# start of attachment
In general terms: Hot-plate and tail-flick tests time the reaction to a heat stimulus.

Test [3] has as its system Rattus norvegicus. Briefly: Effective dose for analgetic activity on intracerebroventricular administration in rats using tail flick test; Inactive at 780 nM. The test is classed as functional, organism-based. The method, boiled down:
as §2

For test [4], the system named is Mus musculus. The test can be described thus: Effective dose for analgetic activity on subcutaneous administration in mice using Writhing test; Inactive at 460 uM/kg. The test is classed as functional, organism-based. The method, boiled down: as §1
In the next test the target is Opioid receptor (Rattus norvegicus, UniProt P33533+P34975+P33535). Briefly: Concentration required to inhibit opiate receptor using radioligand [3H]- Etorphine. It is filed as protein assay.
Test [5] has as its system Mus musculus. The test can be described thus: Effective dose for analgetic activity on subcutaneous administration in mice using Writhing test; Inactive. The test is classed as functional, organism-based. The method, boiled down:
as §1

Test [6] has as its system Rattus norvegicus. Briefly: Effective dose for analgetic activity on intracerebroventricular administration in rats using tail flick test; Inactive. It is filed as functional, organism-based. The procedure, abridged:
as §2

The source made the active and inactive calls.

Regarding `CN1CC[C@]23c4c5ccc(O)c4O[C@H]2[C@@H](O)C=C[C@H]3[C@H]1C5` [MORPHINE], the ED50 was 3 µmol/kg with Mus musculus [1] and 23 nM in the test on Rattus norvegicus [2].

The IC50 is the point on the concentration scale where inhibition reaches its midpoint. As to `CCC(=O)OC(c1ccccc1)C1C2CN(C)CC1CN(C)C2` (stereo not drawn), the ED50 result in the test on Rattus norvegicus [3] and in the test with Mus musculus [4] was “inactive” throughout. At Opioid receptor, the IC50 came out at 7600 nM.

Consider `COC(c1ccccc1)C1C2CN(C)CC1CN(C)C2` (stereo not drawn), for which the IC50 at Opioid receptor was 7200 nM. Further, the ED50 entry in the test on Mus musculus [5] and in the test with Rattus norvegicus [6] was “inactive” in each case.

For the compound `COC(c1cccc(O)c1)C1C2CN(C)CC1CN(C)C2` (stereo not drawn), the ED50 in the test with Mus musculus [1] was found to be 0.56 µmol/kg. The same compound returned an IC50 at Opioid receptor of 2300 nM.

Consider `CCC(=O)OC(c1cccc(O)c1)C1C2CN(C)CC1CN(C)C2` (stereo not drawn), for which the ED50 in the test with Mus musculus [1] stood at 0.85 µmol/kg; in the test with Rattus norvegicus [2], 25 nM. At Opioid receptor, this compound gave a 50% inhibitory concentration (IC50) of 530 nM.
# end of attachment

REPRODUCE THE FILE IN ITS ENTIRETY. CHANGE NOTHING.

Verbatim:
In general terms: Hot-plate and tail-flick tests time the reaction to a heat stimulus.

Test [3] has as its system Rattus norvegicus. Briefly: Effective dose for analgetic activity on intracerebroventricular administration in rats using tail flick test; Inactive at 780 nM. The test is classed as functional, organism-based. The method, boiled down:
as §2

For test [4], the system named is Mus musculus. The test can be described thus: Effective dose for analgetic activity on subcutaneous administration in mice using Writhing test; Inactive at 460 uM/kg. The test is classed as functional, organism-based. The method, boiled down: as §1
In the next test the target is Opioid receptor (Rattus norvegicus, UniProt P33533+P34975+P33535). Briefly: Concentration required to inhibit opiate receptor using radioligand [3H]- Etorphine. It is filed as protein assay.
Test [5] has as its system Mus musculus. The test can be described thus: Effective dose for analgetic activity on subcutaneous administration in mice using Writhing test; Inactive. The test is classed as functional, organism-based. The method, boiled down:
as §1

Test [6] has as its system Rattus norvegicus. Briefly: Effective dose for analgetic activity on intracerebroventricular administration in rats using tail flick test; Inactive. It is filed as functional, organism-based. The procedure, abridged:
as §2

The source made the active and inactive calls.

Regarding `CN1CC[C@]23c4c5ccc(O)c4O[C@H]2[C@@H](O)C=C[C@H]3[C@H]1C5` [MORPHINE], the ED50 was 3 µmol/kg with Mus musculus [1] and 23 nM in the test on Rattus norvegicus [2].

The IC50 is the point on the concentration scale where inhibition reaches its midpoint. As to `CCC(=O)OC(c1ccccc1)C1C2CN(C)CC1CN(C)C2` (stereo not drawn), the ED50 result in the test on Rattus norvegicus [3] and in the test with Mus musculus [4] was “inactive” throughout. At Opioid receptor, the IC50 came out at 7600 nM.

Consider `COC(c1ccccc1)C1C2CN(C)CC1CN(C)C2` (stereo not drawn), for which the IC50 at Opioid receptor was 7200 nM. Further, the ED50 entry in the test on Mus musculus [5] and in the test with Rattus norvegicus [6] was “inactive” in each case.

For the compound `COC(c1cccc(O)c1)C1C2CN(C)CC1CN(C)C2` (stereo not drawn), the ED50 in the test with Mus musculus [1] was found to be 0.56 µmol/kg. The same compound returned an IC50 at Opioid receptor of 2300 nM.

Consider `CCC(=O)OC(c1cccc(O)c1)C1C2CN(C)CC1CN(C)C2` (stereo not drawn), for which the ED50 in the test with Mus musculus [1] stood at 0.85 µmol/kg; in the test with Rattus norvegicus [2], 25 nM. At Opioid receptor, this compound gave a 50% inhibitory concentration (IC50) of 530 nM.